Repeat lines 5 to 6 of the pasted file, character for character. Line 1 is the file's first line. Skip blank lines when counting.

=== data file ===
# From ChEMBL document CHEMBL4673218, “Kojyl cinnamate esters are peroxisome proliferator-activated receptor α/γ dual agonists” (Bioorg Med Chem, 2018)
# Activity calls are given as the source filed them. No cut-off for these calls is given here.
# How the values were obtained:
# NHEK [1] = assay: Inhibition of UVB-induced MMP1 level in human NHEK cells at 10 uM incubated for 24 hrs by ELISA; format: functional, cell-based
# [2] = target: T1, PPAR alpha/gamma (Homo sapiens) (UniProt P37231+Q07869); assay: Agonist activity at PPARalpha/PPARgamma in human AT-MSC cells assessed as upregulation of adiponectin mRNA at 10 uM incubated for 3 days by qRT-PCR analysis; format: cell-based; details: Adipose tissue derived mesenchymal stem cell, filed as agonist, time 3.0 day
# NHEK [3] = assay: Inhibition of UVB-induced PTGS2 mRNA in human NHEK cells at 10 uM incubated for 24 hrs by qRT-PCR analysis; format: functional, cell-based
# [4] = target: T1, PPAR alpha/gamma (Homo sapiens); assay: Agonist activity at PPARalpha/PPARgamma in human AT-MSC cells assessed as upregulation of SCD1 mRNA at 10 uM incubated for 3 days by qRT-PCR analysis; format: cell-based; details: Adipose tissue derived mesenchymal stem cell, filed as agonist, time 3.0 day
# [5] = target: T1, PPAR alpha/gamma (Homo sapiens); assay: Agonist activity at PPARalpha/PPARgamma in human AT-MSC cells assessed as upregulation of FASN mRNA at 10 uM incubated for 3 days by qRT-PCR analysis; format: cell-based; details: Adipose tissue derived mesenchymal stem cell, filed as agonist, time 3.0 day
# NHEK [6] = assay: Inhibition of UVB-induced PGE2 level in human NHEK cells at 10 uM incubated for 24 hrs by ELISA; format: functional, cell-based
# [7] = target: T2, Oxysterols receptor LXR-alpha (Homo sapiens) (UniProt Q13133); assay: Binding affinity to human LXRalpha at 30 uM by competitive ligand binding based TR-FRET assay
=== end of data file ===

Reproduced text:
# [2] = target: T1, PPAR alpha/gamma (Homo sapiens) (UniProt P37231+Q07869); assay: Agonist activity at PPARalpha/PPARgamma in human AT-MSC cells assessed as upregulation of adiponectin mRNA at 10 uM incubated for 3 days by qRT-PCR analysis; format: cell-based; details: Adipose tissue derived mesenchymal stem cell, filed as agonist, time 3.0 day
# NHEK [3] = assay: Inhibition of UVB-induced PTGS2 mRNA in human NHEK cells at 10 uM incubated for 24 hrs by qRT-PCR analysis; format: functional, cell-based